Posted on July 02 2016 by Nathanial Rumphol-Janc
Digital Foundry took a second crack at analyzing
Breath of the Wild after finally gaining access themselves to record high quality, direct feed footage (and of note, this is the best footage of the game in terms of pure quality available online at the moment). What they discovered is rather interesting. Before I get into a summary, I should note they were able to confirm this is an unoptomized version of the game running on a debug Wii U and that rain was purposefully removed from the demo due to it not being optimized yet. Essentially, if you were worried about some of the less then stellar frame rate dips, just know this is not the final, fully polished, experience.
This also, as an aside, confirms the Wii U version of the game is certainly not finished just yet, as a lot of polish and optimization techniques are still going on.
As noted in the title, some of the most impressive features this game has, beyond a fully interactive environment and really great enemy AI, is that the game features real-time reflections and uses AA. AA is a method to eliminate jagged edges while real-time reflections is often not used on hardware like the Wii U and instead various other visual tricks are often in place. Nintendo was somehow able to make this system work for this title, possibly showing a bit of Nintendo’s technical prowess.
In addition, shadow maps change with the time of day, a typical feature of games this big, but for some reason wasn’t present in
Xenoblade Chronicle’s X. They also greatly remark on the impressiveness of the game’s light-shafts. While volumetric light shafts are really at the top of the pile, they couldn’t actually confirm this was in place and it’s doubtful given the limitations of Wii U hardware. However, no matter what sort of technique is used, it’s extremely impressive to the point they couldn’t really determine a difference between what this game is doing and what other top tier lighting systems do.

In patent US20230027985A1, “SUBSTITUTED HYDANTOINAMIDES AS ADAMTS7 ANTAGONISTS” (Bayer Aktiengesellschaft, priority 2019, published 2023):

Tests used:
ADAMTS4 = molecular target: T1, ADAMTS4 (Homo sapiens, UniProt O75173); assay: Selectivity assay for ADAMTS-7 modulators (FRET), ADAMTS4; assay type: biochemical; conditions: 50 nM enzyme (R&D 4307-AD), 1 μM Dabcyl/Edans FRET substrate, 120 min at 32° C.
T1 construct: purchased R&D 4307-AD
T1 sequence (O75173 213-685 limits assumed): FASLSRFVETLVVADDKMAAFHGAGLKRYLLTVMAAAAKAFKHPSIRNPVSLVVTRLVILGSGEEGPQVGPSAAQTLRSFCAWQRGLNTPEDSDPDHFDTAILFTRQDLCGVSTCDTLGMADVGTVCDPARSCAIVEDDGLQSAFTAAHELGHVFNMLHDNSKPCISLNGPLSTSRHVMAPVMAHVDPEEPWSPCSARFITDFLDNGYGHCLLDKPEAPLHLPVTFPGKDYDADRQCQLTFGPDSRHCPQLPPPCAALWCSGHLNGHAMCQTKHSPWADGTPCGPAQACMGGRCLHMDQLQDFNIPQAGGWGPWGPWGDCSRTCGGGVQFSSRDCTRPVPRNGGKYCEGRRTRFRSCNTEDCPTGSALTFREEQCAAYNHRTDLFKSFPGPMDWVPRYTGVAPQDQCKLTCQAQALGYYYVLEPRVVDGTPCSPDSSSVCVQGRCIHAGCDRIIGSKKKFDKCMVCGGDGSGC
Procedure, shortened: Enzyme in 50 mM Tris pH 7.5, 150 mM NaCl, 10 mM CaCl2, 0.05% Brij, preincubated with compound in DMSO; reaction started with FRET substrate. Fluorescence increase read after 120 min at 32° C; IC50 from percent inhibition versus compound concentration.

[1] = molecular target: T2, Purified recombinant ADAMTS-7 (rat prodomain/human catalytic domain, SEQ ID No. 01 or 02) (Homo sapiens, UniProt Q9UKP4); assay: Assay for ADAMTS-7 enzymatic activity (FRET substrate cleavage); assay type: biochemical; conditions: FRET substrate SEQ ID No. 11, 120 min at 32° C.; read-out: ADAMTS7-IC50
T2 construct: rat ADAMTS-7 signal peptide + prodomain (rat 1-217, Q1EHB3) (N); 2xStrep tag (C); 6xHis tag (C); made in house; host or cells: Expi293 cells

They had some debate about AA but finally settled on the fact they are using it, though the reason it comes into question is the likely use of bi-lineal filtering, which isn’t overly surprising and can lead to a bit of the confusing of any AA being in affect.
Of note, at the end of the video is a nice little addition physics fun, just showing how truly in-depth this somewhat revolutionary physics system really is. Of note, at one point they also mention what makes this game stand out so much in comparison to other open world adventures isn’t that it’s Zelda doing it, but rather the complete inter-woven world physics and interactions, which from what they can recall has never truly been present quite like this in any other game to date. Of course, they could be wrong, as that statement works based upon personal experience and memory.
Either way, this is a great breakdown that shows just how technically advanced Breath of the Wild is, and all of this is currently being pulled off, though at unstable frame rates, on the Wii U. It will be really interesting seeing, assuming the NX is more powerful than the Wii U, what improvements are going to occur beyond a natural resolution bump. Longer draw distances? Less popin? Better texture filters? Whatever it is, it will likely be rather impressive as a launch title.